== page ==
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ITP deployment


Recent studies indicate that the Arctic may be both a sensitive indicator and an active agent of climate variability and change. While progress has been made in understanding the Arctic's coupled atmosphere-ice-ocean system, documentation of its evolution has been hindered by a sparse data archive. This observational gap represents a critical shortcoming of the ‘global’ ocean observing system. Addressing this gap, a new instrument, the ‘Ice-Tethered Profiler’ (ITP) was conceived to repeatedly sample the properties of the ice-covered Arctic Ocean at high vertical resolution over time periods of up to three years. Analogous to the international Argo float program that is employing autonomous profiling floats to return real-time seawater property data from the temperate oceans, we are working together with fellow North American, European and Asian investigators to maintain a loose array of ITPs and other similar instruments throughout the ice-covered Arctic. We hope that the analysis of data from these instruments will lead to better understanding of the Arctic Ocean's response and role in global climate change.


How it Works

The ITP system consists of a small surface capsule that sits atop an ice flow and supports a plastic-jacketed wire rope tether that extends through the ice and down into the ocean, ending with a weight (intended to keep the wire vertical). A cylindrical underwater instrument (in shape and size much like an Argo float) mounts on this tether and cycles vertically along it, carrying oceanographic sensors through the water column.  Water property data are telemetered from the ITP to shore in near-real time.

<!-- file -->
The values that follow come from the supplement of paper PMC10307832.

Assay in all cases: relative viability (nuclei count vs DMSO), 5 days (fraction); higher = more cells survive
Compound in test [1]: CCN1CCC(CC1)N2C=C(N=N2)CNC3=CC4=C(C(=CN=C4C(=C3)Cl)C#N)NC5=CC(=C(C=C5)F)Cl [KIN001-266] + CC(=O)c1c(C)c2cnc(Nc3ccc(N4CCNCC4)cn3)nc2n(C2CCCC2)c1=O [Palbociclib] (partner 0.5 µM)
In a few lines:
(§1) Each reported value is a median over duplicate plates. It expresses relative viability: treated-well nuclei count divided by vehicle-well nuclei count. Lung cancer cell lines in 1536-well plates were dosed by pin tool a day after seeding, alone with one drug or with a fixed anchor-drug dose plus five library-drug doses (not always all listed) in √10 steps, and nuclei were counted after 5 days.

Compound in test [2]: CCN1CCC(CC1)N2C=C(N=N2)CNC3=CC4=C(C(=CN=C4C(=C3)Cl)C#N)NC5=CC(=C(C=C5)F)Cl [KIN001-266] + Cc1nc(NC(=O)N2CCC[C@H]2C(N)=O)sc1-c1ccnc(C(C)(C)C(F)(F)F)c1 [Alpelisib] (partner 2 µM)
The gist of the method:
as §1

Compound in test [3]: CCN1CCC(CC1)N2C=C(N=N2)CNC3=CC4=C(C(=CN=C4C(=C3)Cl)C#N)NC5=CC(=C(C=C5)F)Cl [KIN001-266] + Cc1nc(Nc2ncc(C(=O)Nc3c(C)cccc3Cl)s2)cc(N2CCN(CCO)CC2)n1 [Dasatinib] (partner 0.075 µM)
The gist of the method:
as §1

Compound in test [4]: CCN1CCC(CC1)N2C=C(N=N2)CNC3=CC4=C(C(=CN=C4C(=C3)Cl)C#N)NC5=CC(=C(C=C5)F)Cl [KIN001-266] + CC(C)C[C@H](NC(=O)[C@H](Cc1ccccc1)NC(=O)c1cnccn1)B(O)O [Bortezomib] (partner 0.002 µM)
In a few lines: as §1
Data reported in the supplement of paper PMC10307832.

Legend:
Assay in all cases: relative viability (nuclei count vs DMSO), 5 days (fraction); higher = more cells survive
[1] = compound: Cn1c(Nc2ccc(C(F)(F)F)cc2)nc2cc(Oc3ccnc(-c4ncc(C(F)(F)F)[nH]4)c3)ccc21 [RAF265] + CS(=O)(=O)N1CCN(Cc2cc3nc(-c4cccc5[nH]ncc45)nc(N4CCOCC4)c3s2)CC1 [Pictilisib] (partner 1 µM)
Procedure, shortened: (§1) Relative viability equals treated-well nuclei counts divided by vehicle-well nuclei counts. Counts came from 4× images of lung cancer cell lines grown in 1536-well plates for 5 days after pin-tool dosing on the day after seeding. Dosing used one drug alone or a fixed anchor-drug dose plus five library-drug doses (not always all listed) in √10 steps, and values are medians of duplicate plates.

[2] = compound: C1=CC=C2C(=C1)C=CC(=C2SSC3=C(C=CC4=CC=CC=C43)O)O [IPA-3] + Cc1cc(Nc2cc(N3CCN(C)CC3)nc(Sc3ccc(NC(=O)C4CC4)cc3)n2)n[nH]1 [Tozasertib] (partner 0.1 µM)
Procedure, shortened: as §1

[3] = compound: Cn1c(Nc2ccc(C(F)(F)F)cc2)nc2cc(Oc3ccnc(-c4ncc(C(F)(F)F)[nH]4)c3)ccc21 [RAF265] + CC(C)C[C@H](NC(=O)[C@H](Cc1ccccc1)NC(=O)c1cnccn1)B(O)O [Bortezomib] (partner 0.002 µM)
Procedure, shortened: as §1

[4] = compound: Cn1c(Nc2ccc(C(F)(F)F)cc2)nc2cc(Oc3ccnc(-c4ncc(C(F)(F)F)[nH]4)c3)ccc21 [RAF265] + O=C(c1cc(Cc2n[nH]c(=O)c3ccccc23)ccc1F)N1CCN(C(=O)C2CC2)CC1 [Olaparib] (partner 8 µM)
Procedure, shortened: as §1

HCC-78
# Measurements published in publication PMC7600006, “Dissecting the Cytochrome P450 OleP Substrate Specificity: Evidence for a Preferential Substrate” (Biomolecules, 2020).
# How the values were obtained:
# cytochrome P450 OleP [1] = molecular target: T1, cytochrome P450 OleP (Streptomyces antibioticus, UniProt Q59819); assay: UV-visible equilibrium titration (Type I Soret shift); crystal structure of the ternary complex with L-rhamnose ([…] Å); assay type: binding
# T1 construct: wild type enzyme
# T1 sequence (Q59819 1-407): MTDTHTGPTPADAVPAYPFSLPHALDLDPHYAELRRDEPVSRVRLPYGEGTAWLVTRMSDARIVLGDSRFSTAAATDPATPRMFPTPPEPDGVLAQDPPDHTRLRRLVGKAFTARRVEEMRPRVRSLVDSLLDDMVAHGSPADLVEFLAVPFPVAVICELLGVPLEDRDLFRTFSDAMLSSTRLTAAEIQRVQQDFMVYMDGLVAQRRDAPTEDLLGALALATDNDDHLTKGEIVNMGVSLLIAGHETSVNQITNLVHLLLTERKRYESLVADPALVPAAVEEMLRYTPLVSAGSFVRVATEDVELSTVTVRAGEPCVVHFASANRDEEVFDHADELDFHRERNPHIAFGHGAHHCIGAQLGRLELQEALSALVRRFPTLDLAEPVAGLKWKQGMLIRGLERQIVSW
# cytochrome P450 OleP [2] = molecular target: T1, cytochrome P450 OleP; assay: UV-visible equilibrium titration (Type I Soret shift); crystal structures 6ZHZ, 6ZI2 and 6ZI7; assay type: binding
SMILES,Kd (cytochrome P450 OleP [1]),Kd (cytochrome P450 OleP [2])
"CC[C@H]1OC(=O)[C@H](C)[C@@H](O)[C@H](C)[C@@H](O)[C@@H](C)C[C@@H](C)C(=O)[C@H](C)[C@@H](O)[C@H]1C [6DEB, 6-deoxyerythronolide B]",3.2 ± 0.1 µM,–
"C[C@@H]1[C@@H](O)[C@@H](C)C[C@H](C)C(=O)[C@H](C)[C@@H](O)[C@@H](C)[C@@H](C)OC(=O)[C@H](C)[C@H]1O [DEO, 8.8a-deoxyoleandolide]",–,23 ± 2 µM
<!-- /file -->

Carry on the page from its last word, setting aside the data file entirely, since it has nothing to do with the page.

How the ITP Works
Movie showing the operation of an ITP system in the field and a vision for an array of ITPs sampling the ice-covered Arctic Ocean. (Animation by Tim Silva, Woods Hole Oceanographic Institution)

itp ice

In the News

Ice-Tethered Profilers Featured on NBC Learn Program

This is a product of NBC Learn program, which in partnership with the National Science Foundation, explores the impact that climate change is having on our planet."

Waiting on the next freshwater flush

Could the unprecedented amounts of freshwater in the Beaufort Sea stall the current system that controls our climate? WHOI's Isabela Le Bras weighs in.



The engineering design work for the ITP was initiated by the Cecil H. and Ida M. Green Technology Innovation Program (a WHOI-internal program). Prototype development and construction was funded jointly by the U.S. National Science Foundation (NSF) Oceanographic Technology and Interdisciplinary Coordination (OTIC) Program and Office of Polar Programs (OPP). Ongoing ITP activities are being supported by the Arctic Sciences Division of OPP.